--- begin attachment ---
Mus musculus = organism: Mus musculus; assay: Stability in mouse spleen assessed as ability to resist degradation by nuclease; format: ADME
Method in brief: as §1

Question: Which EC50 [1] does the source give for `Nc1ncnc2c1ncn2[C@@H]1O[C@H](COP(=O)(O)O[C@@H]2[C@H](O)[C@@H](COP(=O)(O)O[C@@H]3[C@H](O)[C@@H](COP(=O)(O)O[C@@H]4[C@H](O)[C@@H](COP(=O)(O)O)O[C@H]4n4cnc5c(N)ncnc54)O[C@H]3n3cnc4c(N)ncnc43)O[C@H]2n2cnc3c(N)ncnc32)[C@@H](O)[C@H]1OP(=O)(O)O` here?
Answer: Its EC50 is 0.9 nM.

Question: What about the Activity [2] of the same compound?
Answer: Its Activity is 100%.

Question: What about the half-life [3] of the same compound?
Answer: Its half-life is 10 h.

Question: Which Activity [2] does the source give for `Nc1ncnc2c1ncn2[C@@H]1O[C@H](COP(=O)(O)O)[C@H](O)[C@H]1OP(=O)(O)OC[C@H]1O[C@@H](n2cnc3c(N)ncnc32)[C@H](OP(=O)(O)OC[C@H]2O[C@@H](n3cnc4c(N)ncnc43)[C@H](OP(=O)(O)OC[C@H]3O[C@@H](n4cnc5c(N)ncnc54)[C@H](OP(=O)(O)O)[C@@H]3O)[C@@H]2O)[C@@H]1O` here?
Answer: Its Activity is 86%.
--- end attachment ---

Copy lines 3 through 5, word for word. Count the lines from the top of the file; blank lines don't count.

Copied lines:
Question: Which EC50 [1] does the source give for `Nc1ncnc2c1ncn2[C@@H]1O[C@H](COP(=O)(O)O[C@@H]2[C@H](O)[C@@H](COP(=O)(O)O[C@@H]3[C@H](O)[C@@H](COP(=O)(O)O[C@@H]4[C@H](O)[C@@H](COP(=O)(O)O)O[C@H]4n4cnc5c(N)ncnc54)O[C@H]3n3cnc4c(N)ncnc43)O[C@H]2n2cnc3c(N)ncnc32)[C@@H](O)[C@H]1OP(=O)(O)O` here?
Answer: Its EC50 is 0.9 nM.

Question: What about the Activity [2] of the same compound?